My house in my hometown caught fire back in mid-May.

In Cambodia’s culture, the older generation doesn’t pay much attention to insurance because it’s a new product. They also do not trust insurance 100 per cent.

If they cannot afford anything at all, they rely on their family, friends or those around them for help. For example, in my case, whenever I or my friends have any problems, we have people around us who support us however they can.

This is not exactly insurance because it’s not guaranteed that there’ll be someone to help us when there’s a problem.

Insurance is a new concept in Cambodia, it has only entered the market in recent years and people are not too open to it. Only those who can afford it will consider whether or not they should try it out. Personally, I don’t have high confidence in insurance but after the fire, I thought about it and bought life insurance. At least I know that if I meet with an accident, the money can go to my family.

I consider this a long-term investment, although I am only trying it out. Someday, I will get my money back plus interest, so I’m not losing any money. All I have to worry about is the premium to be paid every month, every year.

Um Vuthdara, Professor of Economy at Pannasastra University of Cambodia
Most Cambodian people don’t buy insurance because it’s expensive, and they don’t understand it. They don’t understand how insurance can help them. They don’t understand the benefits of insurance. First, they lack information. Second, they don’t seek the information. And third, they don’t understand the definition and importance of having insurance.

When they fall ill, from what I’ve seen, they borrow money from people that live nearby. Also, they would pawn their land title and use that money for treatment. If not, if they have any valuables, they will pawn those. Or they will borrow money from their relatives to solve the crisis, and then they have to pay them back.

Insurance is a solution by spending money today and reaping benefits in the future. But for Cambodians, their income is very limited. From where do they get money to save up for tomorrow? Most of them spend their money for today. Almost 90 per cent of Cambodians are farmers.

It’s also hard to find a job. Cambodians can buy insurance only when their income is high enough.

Sok Somphoas Phallyka, Employee at a NGO
I don’t have insurance. I feel like insurance doesn’t cover everything.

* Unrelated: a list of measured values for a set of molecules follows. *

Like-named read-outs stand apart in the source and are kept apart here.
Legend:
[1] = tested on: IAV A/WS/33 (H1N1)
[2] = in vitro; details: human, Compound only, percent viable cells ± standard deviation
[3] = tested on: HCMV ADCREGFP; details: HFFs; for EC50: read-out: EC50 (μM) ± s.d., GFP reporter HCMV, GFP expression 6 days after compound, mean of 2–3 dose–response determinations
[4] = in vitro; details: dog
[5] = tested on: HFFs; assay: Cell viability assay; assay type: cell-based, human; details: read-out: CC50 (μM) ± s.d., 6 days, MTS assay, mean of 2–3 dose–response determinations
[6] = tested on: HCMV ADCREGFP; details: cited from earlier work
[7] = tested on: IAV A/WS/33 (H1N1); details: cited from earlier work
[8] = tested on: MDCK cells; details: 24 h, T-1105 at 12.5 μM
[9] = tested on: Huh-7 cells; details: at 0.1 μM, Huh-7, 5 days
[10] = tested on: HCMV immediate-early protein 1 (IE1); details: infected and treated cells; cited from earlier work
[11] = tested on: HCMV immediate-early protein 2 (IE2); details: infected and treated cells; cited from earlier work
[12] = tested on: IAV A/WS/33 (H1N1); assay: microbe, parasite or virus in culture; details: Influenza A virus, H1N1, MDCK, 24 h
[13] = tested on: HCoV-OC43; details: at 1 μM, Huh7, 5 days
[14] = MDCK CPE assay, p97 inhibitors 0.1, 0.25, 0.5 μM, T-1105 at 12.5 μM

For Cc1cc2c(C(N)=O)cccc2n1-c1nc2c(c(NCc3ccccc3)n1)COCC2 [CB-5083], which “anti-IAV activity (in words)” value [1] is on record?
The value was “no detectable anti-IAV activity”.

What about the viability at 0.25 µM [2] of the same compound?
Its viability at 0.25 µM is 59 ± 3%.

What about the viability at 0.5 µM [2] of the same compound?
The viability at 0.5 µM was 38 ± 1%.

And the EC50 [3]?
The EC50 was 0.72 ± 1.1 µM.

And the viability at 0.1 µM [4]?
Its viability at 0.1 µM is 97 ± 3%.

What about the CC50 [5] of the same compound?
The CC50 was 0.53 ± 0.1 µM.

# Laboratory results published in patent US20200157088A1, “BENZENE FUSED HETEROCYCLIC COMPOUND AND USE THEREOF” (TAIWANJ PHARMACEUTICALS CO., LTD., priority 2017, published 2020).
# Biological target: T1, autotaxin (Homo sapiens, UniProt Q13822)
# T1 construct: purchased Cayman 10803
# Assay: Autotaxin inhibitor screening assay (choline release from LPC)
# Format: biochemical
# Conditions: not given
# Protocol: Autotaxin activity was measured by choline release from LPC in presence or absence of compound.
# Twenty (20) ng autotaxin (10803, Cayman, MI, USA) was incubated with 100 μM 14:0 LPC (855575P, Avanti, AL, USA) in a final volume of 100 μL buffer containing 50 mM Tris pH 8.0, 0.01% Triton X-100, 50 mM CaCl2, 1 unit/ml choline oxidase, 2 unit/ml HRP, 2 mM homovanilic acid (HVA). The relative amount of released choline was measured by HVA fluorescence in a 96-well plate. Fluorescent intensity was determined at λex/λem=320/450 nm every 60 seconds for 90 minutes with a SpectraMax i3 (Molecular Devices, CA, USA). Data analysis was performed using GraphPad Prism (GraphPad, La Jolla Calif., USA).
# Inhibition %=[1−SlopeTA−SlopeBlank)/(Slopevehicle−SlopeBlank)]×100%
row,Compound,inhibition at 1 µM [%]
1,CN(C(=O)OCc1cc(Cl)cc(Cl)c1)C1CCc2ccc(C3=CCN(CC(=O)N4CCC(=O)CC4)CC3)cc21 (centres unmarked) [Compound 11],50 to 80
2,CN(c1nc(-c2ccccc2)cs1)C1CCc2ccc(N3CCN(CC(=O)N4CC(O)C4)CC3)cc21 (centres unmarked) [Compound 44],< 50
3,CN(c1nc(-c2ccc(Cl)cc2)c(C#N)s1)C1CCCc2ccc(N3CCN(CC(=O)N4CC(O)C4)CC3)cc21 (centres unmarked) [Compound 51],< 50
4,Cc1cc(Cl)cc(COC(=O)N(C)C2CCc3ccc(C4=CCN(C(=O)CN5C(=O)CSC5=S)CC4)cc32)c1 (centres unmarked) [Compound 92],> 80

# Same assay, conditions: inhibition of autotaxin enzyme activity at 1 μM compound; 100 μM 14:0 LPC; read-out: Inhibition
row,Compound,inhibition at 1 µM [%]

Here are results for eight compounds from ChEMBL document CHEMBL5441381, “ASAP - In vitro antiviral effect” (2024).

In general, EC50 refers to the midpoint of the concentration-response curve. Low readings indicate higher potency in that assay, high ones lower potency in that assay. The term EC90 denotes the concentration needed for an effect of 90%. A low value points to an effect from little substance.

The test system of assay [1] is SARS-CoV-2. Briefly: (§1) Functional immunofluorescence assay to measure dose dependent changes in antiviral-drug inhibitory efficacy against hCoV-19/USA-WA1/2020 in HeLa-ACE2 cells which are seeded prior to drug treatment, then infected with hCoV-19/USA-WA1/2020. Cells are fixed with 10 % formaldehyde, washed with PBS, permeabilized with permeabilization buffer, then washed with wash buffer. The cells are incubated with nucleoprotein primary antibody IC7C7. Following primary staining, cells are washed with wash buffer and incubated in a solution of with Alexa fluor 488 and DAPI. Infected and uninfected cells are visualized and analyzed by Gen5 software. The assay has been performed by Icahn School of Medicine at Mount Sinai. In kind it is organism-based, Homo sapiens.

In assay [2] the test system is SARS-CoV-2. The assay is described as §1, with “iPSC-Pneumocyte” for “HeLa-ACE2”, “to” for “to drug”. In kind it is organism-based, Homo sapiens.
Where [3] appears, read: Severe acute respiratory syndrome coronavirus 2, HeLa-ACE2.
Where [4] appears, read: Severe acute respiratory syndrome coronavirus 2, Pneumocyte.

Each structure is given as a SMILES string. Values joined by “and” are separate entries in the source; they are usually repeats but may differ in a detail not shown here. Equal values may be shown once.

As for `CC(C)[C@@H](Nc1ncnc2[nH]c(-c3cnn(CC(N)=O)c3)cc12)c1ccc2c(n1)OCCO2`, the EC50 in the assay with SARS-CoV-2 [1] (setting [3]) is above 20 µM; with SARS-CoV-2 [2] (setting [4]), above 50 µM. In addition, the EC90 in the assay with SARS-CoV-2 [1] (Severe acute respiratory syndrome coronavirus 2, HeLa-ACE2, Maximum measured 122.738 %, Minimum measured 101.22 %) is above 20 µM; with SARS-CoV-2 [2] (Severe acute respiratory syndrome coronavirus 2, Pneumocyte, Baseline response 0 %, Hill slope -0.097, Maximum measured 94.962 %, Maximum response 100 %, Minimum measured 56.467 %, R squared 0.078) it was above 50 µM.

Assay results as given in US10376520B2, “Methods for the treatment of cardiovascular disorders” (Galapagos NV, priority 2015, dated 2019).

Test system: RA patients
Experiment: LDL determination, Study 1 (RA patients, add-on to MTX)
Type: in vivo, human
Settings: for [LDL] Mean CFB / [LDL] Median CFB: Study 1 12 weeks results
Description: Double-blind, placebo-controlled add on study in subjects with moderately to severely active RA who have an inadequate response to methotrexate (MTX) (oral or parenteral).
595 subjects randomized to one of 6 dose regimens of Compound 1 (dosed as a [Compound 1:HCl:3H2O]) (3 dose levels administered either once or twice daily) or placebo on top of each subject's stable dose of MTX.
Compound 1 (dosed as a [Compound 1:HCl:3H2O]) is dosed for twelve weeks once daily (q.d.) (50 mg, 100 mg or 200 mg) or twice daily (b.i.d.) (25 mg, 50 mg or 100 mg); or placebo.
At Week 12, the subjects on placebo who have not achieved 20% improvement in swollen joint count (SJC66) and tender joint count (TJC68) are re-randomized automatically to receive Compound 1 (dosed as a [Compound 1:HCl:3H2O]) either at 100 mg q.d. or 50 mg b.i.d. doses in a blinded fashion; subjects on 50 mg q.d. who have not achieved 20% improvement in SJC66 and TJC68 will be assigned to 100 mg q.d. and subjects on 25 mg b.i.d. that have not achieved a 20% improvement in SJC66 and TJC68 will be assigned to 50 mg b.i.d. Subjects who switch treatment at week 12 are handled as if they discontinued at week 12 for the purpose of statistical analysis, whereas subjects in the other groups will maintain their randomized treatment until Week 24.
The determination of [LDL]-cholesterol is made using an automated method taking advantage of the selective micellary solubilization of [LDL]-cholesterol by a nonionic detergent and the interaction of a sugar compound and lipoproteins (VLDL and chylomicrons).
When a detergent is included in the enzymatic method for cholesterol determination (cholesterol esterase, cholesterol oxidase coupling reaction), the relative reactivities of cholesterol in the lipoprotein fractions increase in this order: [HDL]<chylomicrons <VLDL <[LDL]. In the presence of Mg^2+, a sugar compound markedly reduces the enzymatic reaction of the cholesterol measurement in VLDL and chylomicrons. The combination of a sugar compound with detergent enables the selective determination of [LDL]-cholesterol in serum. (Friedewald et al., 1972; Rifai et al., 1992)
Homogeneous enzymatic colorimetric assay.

There are exceptional cases. For instance, life insurance; there are cases that aren’t covered such as suicide. How do we know how we are going to die? Let’s say we have been paying lots of money, but when we die, the insurance doesn’t cover our death. Illnesses are the same way. There are some that aren’t covered. Wouldn’t we have spent money for nothing?

That’s why I think having savings – for people who can – is better. If we can make proper commitment and manage properly, we can take out the money when we get ill or get into an accident. It’s nothing serious, and the money is still ours. Basically, we don’t have to worry about whether or not we can claim money from the insurance.

If we put savings into the bank, even if our house catches fire, there is still money in the bank that we can use. It’s all about managing the income. I’m not saying that insurance isn’t good. It’s just that I personally feel uneasy. When there’s an accident, I don’t know whether or not it’ll be covered, what the process will be, or how long the wait is.

Re Chen, Bookstore Owner
I have had insurance with Prudential for three years.

Cambodians aren’t insured, firstly, because of the lack of information. Also, many Cambodians are employed by companies without any insurance, many of them have a measly income and can’t afford the insurance premiums by themselves.

About ten years ago in Cambodia, banks were still going bankrupt, but I doubt anything like that will happen again in the country. Same goes for insurance companies. We have to know where the company’s branches are, and who they’ve partnered with. Prudential is partnered with Acleda Bank.

The insurance I’ve bought is for 15 years. I have 12 years left to pay. If I’ll make it to the next 12 years, my insurance contract will expire and I will have paid the full amount. I will be able to cash out the money if I’m still alive then. But if I die, the insurance company will compensate my family. I’d like to believe that this is my savings.

Although it’s similar to savings, in terms of the amount of money, it’s far less. It’s not as much as a fixed account at the bank. Insurance companies give us less money, but the compensation is high. This is a precaution.